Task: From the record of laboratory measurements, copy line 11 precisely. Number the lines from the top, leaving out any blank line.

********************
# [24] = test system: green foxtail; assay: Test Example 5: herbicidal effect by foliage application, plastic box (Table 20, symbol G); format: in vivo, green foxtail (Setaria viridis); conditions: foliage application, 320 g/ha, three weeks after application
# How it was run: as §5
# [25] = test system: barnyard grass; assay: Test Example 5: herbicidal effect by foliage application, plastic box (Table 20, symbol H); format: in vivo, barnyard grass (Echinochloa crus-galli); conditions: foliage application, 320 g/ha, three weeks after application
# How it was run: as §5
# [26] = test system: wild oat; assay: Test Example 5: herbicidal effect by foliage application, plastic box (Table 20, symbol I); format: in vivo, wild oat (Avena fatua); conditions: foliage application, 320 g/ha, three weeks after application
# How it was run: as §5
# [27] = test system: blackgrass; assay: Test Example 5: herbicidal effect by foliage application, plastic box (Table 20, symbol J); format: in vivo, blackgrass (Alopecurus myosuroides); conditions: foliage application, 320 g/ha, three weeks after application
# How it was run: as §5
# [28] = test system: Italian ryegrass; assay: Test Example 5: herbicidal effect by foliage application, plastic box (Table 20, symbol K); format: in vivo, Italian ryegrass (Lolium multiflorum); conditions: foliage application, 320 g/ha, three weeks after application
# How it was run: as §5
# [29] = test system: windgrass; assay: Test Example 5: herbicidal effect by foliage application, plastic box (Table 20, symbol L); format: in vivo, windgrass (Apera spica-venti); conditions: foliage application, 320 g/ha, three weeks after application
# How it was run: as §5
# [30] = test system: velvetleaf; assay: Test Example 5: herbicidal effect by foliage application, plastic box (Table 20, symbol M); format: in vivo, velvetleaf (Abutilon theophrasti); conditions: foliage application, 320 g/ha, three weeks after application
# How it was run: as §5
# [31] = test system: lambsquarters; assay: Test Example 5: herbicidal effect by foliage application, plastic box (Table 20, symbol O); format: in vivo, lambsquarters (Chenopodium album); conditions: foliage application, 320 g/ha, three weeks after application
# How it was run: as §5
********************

# [29] = test system: windgrass; assay: Test Example 5: herbicidal effect by foliage application, plastic box (Table 20, symbol L); format: in vivo, windgrass (Apera spica-venti); conditions: foliage application, 320 g/ha, three weeks after application